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Dining out on nostalgia

by Jenna Weissman Joselit on March 1st, 2015

Zeitgeist is one of those words that historians like to toss around a lot. When called on by our students to explain, we’re apt to say that it’s a German word that means ‘spirit of the age,’ and that they’ll know one zeitgeist from another when they see it.

Russ & Daughters

Russ & Daughters. Flickr/Jeffrey Bary

We’re smack in the middle of a zeitgeist right now, one in which culinary matters have taken center stage, all the more when leavened by a heavy dose of nostalgia. Everywhere you turn, there’s a feature story, a full-length book, a documentary or a new restaurant that traffics in the foods of yesteryear.

From Sturgeon Queens and Deli Man to Welcome to Kutsher’s, the silver screen, or its digital equivalent, is awash in films that chronicle and celebrate a trio of institutions beloved by a much earlier generation of American Jews: the appetizing store, the deli and the Catskill resort where smoked fishes and smoked meat were had in abundance.

Heartwarming, endearing and often laugh-out-loud funny, these films are heavy on sentiment and light on commentary. We’re not meant to ponder so much as embrace. And eat.

Russ & Daughters Café, in the heart of the Lower East Side, is both a beneficiary of this newfound nostalgia as well as its conveyor. Created by two members of the fourth generation of the 100-year-old-family-run business, it purveys all manner of traditional fare — lox, sable, bagels, bialys, seeded rye bread, halvah — but with a twist. The restaurant’s handsomely produced booklet of available potables — of egg creams, flavored sodas and caraway-infused Bloody Marys — calls it the “old standards and the newly invented.”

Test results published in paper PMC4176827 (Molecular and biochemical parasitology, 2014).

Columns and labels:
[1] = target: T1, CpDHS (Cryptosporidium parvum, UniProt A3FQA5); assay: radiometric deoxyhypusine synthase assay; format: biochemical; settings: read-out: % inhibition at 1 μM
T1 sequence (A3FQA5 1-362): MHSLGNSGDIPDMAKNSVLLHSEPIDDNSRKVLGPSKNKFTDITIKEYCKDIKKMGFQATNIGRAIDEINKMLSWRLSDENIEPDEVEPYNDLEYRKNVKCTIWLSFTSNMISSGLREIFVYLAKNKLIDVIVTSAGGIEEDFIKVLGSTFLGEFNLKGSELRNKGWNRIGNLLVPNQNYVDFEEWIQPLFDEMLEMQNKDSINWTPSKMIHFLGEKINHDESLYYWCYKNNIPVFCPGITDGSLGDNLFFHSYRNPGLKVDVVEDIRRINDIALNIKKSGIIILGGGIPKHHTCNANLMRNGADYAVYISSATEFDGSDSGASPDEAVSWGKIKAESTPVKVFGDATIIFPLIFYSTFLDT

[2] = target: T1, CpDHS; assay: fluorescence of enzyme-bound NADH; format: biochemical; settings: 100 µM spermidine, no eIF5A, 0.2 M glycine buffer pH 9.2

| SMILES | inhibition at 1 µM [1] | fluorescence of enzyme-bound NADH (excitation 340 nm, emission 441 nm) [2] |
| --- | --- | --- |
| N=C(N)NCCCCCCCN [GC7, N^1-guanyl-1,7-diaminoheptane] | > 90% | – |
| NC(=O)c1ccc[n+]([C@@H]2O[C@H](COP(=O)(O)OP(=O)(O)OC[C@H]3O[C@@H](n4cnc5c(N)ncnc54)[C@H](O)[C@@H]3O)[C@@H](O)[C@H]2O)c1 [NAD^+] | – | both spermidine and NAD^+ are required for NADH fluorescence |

Dining at Russ & Daughters Café manages to be simultaneously reverential and sly: a cheeky homage to food, drink and history. Where else would a wooden cutting board be prominently displayed and hung just-so, or an old paper shopping bag be handsomely framed as if it were a fine print? Judging from the size of the crowds, the formula is a winning one. That the food is really, really good helps, too.

A group effort, making sense of culinary nostalgia calls on the talents of historians, folklorists, journalists and foodies. A number of them will gather together this coming Thursday, March 5th, at 6:30 p.m. at the Museum of the City of New York to discuss “A Taste of the Old World: Jewish Food and Memory.”

Anyone with a hankering for history and an appetite for conversation should be on hand.

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